Friday, November 14, 2014

Good news from Mapaki. Just off the phone with Chief Kebombor. They anticipate the last houses in the chiefdom to be off quarantine by another week; no new cases in the last days...thanks to a massive locally organized sensitization campaign reaching every household in the chiefdom...and thanks to the support of many of you. Meanwhile, Saidu's support of survivors in Makeni is also going well. After months of worry, I'm going to spend a few days in peace telling myself things are OK for now. Hands and hearts reaching friends afar. Thank YOU, my friends!!

If you are interested in assisting with Ebola vaccine trials happening in Halifax, check this site. They are seeking forty volunteers for a six month double blind study.

Wednesday, November 5, 2014

Ebola Report

Hope and continued concern. Saidu is assisting the Makeni mayor provide support to Ebola survivors in Makeni and we have received photos and report of delivery of rice. Meanwhile, in Paki Masabong, we hear that deaths from Ebola continue but that the chiefdom has a solid plan in place. We thank the many friends and family who have contributed to purchase of rice, safety materials, youth stipend and other forms of support to friends in Sierra Leone. 

Chief Kebombor sends the following message:
Dear Carolyn, Saidu and Friends,
Thanks so much for the care and concern shown to us during this difficult time. The current Ebola Virus Disease (EVD) outbreak has multitude of impacts on the livelihoods of our people of Paki-Masabong chiefdom, our agricultural production and our food security drive. Our farmers' income from agriculture has dropped. Due to transport restrictions and the closure of our weekly markets, they struggle to sell their produce. Similarly, household incomes from other sources such as petty trading and service delivery have decreased. This is attributed to the strict regulations imposed by government in a bid to contain the rapid spread of the EVD in Sierra Leone coupled with the sudden death of family members, the unavailability of farm inputs as well as the lack of labor.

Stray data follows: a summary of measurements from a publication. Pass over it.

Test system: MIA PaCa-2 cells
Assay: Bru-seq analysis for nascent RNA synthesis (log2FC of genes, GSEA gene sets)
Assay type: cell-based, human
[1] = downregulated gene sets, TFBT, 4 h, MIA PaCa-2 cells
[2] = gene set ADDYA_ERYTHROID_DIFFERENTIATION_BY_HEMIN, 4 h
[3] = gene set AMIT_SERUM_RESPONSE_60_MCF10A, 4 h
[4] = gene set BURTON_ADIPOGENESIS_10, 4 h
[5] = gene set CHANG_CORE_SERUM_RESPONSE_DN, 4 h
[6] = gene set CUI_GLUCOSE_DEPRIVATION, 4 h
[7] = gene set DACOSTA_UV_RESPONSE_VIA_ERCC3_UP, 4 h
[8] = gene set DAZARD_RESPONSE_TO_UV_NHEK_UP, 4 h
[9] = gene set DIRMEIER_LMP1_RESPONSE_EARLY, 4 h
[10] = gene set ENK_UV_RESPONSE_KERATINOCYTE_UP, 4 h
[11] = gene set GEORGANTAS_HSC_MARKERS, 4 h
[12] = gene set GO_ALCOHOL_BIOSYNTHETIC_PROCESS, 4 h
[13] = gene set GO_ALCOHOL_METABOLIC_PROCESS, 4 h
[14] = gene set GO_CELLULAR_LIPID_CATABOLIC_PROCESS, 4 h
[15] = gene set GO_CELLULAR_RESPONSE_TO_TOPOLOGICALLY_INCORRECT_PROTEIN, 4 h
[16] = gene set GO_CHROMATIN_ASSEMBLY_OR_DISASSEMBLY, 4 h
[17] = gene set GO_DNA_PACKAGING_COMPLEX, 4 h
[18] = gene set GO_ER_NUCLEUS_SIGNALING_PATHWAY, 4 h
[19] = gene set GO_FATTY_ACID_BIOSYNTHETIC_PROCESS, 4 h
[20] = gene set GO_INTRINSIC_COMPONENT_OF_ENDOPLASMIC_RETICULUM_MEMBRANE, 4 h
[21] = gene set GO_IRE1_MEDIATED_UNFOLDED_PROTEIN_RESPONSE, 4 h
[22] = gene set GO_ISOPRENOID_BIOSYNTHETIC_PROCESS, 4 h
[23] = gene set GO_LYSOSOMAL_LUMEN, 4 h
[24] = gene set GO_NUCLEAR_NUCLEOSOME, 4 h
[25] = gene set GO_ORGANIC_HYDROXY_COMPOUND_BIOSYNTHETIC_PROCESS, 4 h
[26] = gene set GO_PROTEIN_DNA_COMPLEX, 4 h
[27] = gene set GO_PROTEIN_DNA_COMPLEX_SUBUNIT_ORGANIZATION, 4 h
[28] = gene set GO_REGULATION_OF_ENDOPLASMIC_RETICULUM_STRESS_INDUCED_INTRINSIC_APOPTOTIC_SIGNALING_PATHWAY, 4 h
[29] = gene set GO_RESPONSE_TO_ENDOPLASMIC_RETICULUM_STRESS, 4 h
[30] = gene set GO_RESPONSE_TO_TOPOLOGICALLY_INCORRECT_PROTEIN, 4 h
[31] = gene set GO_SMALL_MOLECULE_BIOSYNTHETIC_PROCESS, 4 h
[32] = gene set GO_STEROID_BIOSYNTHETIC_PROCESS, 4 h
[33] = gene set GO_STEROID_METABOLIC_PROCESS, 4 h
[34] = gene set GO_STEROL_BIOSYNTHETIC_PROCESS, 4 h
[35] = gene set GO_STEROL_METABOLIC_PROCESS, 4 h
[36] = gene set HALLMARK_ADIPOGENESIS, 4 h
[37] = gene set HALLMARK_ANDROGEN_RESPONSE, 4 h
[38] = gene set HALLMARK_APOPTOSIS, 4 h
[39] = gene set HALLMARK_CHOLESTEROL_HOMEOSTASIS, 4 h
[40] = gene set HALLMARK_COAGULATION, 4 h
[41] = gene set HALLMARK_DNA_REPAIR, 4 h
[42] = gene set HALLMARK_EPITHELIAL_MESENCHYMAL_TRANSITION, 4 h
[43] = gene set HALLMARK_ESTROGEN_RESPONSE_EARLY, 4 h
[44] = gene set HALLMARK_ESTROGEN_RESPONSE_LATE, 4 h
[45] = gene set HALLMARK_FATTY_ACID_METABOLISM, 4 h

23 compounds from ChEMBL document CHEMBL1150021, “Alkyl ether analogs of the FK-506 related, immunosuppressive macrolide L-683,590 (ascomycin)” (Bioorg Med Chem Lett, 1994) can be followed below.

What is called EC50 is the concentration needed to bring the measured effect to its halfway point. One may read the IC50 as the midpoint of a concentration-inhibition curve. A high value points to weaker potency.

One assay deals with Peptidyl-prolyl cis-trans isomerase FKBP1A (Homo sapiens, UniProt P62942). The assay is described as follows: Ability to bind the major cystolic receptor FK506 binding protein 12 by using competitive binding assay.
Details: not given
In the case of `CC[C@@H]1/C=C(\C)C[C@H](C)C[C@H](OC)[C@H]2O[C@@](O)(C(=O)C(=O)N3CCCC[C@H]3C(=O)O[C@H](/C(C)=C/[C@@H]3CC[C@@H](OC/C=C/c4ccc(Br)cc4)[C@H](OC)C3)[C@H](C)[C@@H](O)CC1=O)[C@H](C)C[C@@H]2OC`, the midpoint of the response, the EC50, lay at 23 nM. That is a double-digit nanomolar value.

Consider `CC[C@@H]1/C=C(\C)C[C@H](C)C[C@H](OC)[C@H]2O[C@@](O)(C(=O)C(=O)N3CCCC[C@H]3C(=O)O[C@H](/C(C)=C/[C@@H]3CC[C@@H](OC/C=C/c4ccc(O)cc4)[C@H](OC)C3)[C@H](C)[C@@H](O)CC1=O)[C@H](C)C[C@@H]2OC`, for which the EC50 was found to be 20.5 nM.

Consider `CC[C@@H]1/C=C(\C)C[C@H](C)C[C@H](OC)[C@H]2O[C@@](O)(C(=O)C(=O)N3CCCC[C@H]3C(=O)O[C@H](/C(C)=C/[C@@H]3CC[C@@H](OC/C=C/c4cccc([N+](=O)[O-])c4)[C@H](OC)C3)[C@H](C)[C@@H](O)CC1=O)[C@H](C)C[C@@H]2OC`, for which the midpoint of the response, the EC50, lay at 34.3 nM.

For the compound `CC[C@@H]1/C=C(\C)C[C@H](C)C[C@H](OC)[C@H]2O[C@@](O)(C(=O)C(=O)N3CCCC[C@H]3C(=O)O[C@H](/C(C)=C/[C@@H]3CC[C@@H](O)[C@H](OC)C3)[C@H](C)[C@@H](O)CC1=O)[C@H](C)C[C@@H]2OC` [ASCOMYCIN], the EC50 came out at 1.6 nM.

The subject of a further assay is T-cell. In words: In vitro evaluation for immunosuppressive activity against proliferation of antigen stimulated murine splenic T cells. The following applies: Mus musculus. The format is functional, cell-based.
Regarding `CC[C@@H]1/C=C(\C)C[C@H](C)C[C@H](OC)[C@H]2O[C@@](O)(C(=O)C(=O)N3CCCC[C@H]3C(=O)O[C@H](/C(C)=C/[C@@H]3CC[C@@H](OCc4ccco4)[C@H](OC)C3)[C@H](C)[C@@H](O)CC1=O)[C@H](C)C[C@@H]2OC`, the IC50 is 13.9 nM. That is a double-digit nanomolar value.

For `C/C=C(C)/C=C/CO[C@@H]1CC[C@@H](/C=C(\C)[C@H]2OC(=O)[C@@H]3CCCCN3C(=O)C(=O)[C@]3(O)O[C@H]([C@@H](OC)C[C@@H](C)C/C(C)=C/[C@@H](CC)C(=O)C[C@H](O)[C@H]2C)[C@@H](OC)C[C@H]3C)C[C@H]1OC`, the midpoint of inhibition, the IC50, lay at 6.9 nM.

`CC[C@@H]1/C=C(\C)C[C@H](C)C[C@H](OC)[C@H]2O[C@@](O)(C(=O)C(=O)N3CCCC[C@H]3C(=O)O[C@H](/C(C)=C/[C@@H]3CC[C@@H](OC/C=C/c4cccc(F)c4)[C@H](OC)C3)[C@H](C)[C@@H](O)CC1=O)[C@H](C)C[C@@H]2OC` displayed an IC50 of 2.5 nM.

As trends indicate, the situation is likely to worsen in the course of the next months. We expect serious food shortages to hit the chiefdom. So many farmers are not able to harvest their products because of they are on quarantined status. Weekly markets for our rural farmers have shown to have an enormous socio-economic relevance in our chiefdom. They drive economic development and supply the needs of our communities who cannot fully self-sustain themselves. Should the restrictions remain in place food will become increasingly scarce and expensive. The incomes of our communities will continue to drop, harvests continue to fall and the people affected by the EVD continue to suffer from a low availability of and a limited access to food.

This Ebola outbreak also has a significant impact on the well-being of those affected within our chiefdom, our families, community members and the health workers treating people with Ebola. Our communities are severely affected by Ebola disease in many ways. People are now separated from their loved ones, due to illness or death. Those associated with Ebola are vulnerable to social stigma, worsening their distress and isolation. Ultimately, whole communities now experience the fear and suffering the disease outbreak has caused. Although these events affect everyone in some way, people in the chiefdom now experience a wide range of reactions. They feel overwhelmed, confused or very uncertain about what is happening. They feel fearful and anxious, or numb and detached. Some people have mild reactions, whereas others may have more severe reactions. It is also important to remember that Ebola has influenced how we normally provide support to each other (e.g., by not being able to touch people) and how we cope with the death of our loved ones (e.g., by not being able to engage in traditional burials). This has severely worsened our people’s distress.